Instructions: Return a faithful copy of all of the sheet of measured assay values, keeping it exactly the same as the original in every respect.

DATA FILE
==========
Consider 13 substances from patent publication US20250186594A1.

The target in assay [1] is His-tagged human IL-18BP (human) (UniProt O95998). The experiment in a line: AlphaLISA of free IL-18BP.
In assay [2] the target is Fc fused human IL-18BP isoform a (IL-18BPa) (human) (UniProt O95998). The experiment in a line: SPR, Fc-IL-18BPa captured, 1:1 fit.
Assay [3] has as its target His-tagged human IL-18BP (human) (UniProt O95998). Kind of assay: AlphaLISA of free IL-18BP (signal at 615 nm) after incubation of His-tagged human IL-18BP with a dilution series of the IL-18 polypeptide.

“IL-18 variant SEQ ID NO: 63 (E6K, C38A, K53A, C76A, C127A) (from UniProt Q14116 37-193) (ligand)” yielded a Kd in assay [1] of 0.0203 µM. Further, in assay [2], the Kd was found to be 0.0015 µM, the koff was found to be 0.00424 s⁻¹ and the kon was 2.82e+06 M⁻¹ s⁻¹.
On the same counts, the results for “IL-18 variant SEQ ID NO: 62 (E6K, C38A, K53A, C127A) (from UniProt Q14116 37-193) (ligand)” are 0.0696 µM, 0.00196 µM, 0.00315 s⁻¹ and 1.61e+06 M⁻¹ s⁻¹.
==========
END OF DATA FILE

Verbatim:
Consider 13 substances from patent publication US20250186594A1.

The target in assay [1] is His-tagged human IL-18BP (human) (UniProt O95998). The experiment in a line: AlphaLISA of free IL-18BP.
In assay [2] the target is Fc fused human IL-18BP isoform a (IL-18BPa) (human) (UniProt O95998). The experiment in a line: SPR, Fc-IL-18BPa captured, 1:1 fit.
Assay [3] has as its target His-tagged human IL-18BP (human) (UniProt O95998). Kind of assay: AlphaLISA of free IL-18BP (signal at 615 nm) after incubation of His-tagged human IL-18BP with a dilution series of the IL-18 polypeptide.

“IL-18 variant SEQ ID NO: 63 (E6K, C38A, K53A, C76A, C127A) (from UniProt Q14116 37-193) (ligand)” yielded a Kd in assay [1] of 0.0203 µM. Further, in assay [2], the Kd was found to be 0.0015 µM, the koff was found to be 0.00424 s⁻¹ and the kon was 2.82e+06 M⁻¹ s⁻¹.
On the same counts, the results for “IL-18 variant SEQ ID NO: 62 (E6K, C38A, K53A, C127A) (from UniProt Q14116 37-193) (ligand)” are 0.0696 µM, 0.00196 µM, 0.00315 s⁻¹ and 1.61e+06 M⁻¹ s⁻¹.